Why You Can’t Rely on Google Maps in South Korea
Google (NASDAQ:GOOG) is fighting South Korea’s unique Internet rules in an attempt to provide travelers with more accurate Google Maps directions around the country and increase its search share in one of the only countries in the world where Google is not the dominant search engine, The New York Times reports.
While South Korea is one of the most connected countries in the world, boasting Internet speeds that most Americans can only dream about, the country also has some bizarre laws related to Internet use. Even though South Korea is a democracy with a fast-growing digital economy, children aren’t allowed to play Internet games at night, people are required to use their real names when leaving comments online, and pornography is illegal.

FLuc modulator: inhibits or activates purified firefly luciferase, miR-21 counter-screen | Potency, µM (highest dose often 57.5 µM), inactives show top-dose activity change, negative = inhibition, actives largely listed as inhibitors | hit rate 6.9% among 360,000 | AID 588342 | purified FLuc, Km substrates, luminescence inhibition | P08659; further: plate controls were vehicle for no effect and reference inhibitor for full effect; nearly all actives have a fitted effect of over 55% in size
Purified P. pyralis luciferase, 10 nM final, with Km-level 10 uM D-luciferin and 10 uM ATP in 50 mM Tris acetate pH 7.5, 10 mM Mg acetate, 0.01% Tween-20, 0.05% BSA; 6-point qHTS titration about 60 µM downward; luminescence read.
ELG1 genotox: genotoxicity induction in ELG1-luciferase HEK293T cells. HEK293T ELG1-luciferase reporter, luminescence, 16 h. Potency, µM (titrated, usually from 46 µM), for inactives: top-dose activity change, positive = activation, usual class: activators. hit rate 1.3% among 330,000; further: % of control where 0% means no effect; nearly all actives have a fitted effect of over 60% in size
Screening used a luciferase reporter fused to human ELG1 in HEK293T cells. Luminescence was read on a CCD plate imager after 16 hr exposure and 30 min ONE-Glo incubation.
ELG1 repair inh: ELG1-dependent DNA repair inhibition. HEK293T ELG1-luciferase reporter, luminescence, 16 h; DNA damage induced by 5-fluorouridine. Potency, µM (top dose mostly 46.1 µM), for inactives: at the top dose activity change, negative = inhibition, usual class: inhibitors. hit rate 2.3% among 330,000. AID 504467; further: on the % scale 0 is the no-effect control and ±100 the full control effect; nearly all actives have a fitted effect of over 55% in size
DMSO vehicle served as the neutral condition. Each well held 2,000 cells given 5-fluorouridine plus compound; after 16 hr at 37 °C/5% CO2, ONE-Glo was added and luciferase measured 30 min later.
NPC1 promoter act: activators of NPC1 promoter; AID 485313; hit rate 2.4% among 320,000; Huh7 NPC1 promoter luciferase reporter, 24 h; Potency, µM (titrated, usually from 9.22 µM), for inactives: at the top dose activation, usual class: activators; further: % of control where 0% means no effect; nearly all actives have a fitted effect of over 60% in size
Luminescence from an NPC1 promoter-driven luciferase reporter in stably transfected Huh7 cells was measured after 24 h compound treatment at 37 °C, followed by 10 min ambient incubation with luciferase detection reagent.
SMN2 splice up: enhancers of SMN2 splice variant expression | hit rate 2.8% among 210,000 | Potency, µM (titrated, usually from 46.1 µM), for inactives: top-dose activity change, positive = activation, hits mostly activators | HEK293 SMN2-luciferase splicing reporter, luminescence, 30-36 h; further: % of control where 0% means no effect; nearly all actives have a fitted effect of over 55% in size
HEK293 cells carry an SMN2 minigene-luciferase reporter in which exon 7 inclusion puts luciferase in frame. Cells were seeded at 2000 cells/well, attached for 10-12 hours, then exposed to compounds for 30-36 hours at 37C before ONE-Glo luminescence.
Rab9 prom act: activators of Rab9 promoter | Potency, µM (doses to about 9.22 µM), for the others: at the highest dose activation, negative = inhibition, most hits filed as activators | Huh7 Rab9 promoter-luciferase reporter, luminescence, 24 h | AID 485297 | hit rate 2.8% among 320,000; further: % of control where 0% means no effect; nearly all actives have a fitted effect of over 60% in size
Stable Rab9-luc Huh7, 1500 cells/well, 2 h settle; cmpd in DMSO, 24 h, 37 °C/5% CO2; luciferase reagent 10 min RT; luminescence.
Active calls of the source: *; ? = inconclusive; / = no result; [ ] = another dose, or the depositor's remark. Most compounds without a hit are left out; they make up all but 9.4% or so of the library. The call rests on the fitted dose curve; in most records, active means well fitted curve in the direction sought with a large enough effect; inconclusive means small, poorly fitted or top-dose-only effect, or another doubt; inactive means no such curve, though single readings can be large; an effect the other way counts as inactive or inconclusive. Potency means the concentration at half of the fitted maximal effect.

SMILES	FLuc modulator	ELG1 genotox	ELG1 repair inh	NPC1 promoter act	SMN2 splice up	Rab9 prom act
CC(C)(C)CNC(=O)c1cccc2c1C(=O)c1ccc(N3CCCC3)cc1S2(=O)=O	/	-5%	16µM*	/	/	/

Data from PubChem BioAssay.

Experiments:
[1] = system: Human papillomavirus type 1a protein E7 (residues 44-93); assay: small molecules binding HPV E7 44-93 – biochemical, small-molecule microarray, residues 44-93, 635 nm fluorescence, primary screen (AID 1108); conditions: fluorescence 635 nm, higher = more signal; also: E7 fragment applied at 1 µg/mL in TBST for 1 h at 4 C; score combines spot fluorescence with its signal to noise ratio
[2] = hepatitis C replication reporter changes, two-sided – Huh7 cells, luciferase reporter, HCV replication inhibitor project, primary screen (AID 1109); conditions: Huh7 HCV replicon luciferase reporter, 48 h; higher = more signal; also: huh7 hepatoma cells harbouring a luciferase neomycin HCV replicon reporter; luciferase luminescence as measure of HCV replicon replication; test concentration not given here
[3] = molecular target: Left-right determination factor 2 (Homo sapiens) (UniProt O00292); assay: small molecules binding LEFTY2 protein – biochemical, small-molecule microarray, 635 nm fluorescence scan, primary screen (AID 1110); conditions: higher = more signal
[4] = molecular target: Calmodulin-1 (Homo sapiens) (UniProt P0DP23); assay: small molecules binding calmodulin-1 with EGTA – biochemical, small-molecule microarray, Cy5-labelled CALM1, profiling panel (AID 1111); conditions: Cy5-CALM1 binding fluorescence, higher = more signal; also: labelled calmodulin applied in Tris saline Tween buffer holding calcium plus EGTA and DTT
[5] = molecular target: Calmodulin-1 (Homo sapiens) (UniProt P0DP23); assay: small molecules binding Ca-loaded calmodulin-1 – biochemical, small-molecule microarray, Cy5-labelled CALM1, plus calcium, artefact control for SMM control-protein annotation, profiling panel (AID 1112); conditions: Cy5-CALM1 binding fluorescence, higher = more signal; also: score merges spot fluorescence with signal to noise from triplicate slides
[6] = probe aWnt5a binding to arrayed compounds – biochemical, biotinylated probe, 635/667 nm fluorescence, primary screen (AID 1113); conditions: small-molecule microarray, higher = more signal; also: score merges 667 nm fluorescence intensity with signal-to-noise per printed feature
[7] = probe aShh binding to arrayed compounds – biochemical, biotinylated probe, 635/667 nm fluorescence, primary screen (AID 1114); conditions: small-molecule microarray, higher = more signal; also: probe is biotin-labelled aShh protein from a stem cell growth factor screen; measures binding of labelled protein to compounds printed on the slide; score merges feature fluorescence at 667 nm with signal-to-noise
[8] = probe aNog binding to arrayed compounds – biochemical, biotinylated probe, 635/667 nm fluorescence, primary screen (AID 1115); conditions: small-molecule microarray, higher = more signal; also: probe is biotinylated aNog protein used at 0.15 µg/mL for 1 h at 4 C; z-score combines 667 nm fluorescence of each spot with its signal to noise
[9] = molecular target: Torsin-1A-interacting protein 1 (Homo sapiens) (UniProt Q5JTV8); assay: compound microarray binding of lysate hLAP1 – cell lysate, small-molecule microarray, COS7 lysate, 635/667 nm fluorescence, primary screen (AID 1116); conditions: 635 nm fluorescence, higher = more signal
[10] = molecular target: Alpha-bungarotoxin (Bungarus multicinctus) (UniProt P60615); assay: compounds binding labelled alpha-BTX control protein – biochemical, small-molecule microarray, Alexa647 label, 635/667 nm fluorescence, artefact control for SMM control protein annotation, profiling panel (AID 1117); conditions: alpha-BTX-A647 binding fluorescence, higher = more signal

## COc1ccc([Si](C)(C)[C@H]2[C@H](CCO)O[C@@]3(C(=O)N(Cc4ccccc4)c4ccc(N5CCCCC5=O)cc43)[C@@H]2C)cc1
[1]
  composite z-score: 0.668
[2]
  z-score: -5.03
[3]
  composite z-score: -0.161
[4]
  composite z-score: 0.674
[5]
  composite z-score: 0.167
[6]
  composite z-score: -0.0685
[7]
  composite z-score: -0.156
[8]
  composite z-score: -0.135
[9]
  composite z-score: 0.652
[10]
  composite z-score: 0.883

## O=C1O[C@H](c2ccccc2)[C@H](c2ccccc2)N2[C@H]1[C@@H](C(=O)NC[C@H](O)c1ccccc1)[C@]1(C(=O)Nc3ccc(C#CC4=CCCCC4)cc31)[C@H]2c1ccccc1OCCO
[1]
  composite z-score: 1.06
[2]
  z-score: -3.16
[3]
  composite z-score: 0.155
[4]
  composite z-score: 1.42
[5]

For now, Google Maps is only allowed to give directions using public transit in South Korea. Google says that the map restrictions go back to the Korean War and have been kept in place to prevent North Korea from obtaining map data. But now, the restrictions also prevent people from using mapping technology that they’ve come to depend on in most other places around the world.
President Park Geun-hye has been working to ease up on some of the regulations, which have been heavily complained about by foreign Internet companies and civil liberties groups, the Times reports. In September, the government promised to allow the creation of an English-language digital map, but it can only be used by companies based in South Korea.